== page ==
Notable San Francisco: 12/30–1/5


Wednesday 12/30: The Berkeley Poetry Slam presents The Third Annual Anarchy Slam with performance poet Mighty Mike McGee, a former National Poetry Slam Grand Champion, who has performed with Tons of Fun University, The Whirlwind Company, Electric Whale Revival, and Junkyard Ghost Revival. $7-$10 sliding scale. Workshop: 6:30 p.m. Sign-up: 7:30 p.m. Show: 8:15 p.m. Starry Plow.

Monday 1/4: Quiet Lightning strikes The Lost Church. The venue has limited seating, so an early arrival is recommended, or you can purchase advance tickets here. This show was curated by Lapo Guzzini and Joanna Lioce. Readers: Michael Palmer, Laura Jew, Heidi Andrea Restrepo Rhodes, Alexandra Naughton, Carly Nairn, Kristina Ten, Emily Pinkerton, Annelyse Gelman, Mindela Ruby, and Chris Carosi. $10, 7:30 p.m., The Lost Church.


Last week we presented a selection of monthly reading series for your edification in the New Year. Today, we offer a selection (again, highly subjective) of Bay Area bookstores we love. Each of these bookstores regularly hosts literary events worth checking out, and we think they are cool places to hang out.

Moe’s Books, in Berkeley since 1959, has been hosting poetry readings for nearly six decades, including the famous “Thursday Nights” produced by Poetry Flash.

Borderlands Book Store nearly closed due to escalating rents and neighborhood gentrification, but this beloved science fiction and fantasy bookstore was saved by its customers, by means of a sponsorship program. A unique institution.

Modern Times Bookstore Collective is one of the last surviving “Movement” bookstores in San Francisco, pursuing a progressive agenda in the Mission since 1971. Currently, they host the weekly “Queer Open Mic,” one of the city’s longest running and significant reading series.

Green Apple Books is a massive emporium of new and used books with its main location in the Inner Richmond (they also have a shop on 9th Avenue in the Sunset). Reputed to be a favorite of Sir Paul McCartney. A place to get lost in for hours.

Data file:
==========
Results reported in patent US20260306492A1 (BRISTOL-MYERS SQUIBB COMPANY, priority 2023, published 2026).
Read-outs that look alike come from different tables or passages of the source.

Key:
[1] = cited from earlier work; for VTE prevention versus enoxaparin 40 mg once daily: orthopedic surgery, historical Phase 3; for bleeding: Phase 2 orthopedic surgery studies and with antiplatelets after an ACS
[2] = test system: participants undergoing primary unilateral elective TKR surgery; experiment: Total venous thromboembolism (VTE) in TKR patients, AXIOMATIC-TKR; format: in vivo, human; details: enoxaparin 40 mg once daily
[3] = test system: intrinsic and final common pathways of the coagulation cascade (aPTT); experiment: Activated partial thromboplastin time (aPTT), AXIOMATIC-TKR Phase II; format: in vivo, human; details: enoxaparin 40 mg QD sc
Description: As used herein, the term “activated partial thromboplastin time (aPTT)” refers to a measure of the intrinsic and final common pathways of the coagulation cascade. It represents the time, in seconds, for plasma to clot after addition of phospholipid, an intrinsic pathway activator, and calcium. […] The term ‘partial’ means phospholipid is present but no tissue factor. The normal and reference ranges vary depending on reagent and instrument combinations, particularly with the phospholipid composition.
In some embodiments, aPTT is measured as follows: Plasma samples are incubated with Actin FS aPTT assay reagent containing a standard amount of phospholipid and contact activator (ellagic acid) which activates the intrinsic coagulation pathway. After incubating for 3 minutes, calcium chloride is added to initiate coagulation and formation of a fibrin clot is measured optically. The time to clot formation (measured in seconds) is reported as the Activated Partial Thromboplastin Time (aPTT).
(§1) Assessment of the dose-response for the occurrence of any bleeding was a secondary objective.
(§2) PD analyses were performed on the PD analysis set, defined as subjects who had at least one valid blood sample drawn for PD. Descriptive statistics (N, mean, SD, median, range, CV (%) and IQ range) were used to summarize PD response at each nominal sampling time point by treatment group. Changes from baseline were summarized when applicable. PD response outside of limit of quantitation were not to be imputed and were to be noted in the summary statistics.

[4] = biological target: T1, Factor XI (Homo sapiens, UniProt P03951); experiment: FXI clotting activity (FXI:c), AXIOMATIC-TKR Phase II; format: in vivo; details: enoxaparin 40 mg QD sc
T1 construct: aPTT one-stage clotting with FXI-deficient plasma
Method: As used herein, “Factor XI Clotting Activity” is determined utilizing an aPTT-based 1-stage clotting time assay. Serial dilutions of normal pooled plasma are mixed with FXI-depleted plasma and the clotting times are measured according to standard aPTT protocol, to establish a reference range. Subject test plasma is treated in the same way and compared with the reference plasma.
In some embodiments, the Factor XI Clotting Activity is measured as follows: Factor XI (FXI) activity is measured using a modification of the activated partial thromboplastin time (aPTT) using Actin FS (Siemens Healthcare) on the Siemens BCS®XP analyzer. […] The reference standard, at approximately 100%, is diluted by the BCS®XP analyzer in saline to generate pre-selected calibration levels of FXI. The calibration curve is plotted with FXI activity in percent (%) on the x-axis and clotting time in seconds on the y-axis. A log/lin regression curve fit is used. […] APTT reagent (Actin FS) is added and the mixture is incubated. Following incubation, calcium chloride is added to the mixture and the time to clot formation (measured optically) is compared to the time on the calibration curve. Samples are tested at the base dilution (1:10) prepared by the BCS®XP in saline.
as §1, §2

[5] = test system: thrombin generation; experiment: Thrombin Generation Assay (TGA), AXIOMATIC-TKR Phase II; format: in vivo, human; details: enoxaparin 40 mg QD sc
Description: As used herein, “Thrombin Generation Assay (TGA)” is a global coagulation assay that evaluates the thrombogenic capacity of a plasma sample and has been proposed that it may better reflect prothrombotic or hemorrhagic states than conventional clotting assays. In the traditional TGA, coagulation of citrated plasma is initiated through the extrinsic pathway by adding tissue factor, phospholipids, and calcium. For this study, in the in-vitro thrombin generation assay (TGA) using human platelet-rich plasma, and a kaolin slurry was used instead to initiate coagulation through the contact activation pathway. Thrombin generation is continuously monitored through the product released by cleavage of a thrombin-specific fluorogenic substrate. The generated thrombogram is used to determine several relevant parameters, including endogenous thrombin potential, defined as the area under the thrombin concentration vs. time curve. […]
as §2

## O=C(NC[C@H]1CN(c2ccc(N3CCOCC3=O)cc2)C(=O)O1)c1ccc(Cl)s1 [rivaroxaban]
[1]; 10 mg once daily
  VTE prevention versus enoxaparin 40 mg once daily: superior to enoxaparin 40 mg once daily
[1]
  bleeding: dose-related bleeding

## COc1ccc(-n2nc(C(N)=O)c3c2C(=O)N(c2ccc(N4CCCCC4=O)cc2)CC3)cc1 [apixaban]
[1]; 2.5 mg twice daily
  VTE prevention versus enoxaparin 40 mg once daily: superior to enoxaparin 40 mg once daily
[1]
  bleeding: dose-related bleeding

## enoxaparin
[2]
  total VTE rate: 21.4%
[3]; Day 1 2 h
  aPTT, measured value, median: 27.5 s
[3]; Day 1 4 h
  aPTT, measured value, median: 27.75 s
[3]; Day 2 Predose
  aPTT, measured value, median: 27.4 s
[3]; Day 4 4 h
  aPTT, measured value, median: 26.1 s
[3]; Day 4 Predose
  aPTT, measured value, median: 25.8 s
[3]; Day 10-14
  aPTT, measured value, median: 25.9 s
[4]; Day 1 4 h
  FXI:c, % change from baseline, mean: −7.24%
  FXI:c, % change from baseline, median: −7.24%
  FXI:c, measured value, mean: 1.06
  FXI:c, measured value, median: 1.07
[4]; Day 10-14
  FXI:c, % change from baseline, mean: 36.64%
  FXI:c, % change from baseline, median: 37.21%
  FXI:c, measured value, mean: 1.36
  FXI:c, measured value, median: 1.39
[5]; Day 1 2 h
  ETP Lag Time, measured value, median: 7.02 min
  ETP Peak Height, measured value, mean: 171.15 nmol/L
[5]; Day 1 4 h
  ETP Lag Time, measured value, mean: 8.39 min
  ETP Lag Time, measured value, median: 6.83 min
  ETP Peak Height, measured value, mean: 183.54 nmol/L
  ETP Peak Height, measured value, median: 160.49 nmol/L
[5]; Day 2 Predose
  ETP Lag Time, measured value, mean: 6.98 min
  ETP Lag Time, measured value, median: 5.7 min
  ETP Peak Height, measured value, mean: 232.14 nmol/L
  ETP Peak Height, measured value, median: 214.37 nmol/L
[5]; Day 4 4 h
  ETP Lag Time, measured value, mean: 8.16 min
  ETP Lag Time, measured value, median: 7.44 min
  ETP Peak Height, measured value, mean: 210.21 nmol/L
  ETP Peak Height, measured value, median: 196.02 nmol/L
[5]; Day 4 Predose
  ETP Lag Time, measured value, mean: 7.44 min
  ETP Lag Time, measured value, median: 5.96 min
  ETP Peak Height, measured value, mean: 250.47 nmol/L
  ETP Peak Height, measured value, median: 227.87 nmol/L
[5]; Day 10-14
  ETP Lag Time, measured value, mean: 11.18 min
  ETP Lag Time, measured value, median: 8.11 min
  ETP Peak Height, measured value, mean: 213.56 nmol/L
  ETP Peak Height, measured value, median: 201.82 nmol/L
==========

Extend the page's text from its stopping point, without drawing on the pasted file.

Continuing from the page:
Bird and Beckett is a small, eccentric, and charming place that features regular jazz performances along with poetry readings and open mics. A home away from home.

Alley Cat Books is another Mission gem. (Do you see a pattern?) They often host readings, including one of the area’s few bilingual poetry events, the monthly Voz Sin Tinta.

E.M. Wolfman is a tiny bookstore, barely bigger than a closet, with a mighty agenda. A collective of Berkeley progressives built the space by hand, and they regularly host some of the most interesting literary events in Oakland.

Pegasus is a traditional, mainstream bookstore in Berkeley’s Shattuck Avenue shopping district, notable for hosting the monthly series, Lyrics & Dirges.

The Booksmith, in the heart of the Haight Ashbury district, hosts the infamously ribald and deliciously fun “Shipwrecked” series, which has been described as the most tasteless literary event imaginable.

Book Passage is lovable for their wonderful way with writers, providing a beautiful room for readings, and offering writers coffee and pastries from their own cafe. Always pleasant.

City Lights is a worldwide legend and deserves to be; it is the very soul of North Beach, still under the guiding hand of the amazingly consistent and dedicated Lawrence Ferlinghetti.


This week’s theatre recommendation is The Secret of Life presented by Indra’s Net Theater Company at the Berkeley City Club. Indra’s Net is a theatre company that specializes in original plays inspired by science. The Secret of Life is a dramatization of Watson and Crick’s famous discovery of the structure of the DNA moleucle, the so-called “double helix.” Excellent performances and fine dramaturgy make this story suspenceful, entertaining, and informative. For further information, click here.

For more extensive coverage of the Bay Area theatre scene, visit TheatreStorm.


Evan Karp presents video of this week’s featured local author, Daniel Curzon. Read an interview here.

And, finally, recent video of an extraordinary poem performed by SF Notable John Oliver Simon.


If you have a Bay Area event listing you’d like us to consider, please contact [email protected] as far in advance as possible, and include the date of the event in the subject line.

Charles Kruger is a Bay area arts practitioner known as "The Storming Bohemian." He tries to do as much as he can. More from this author →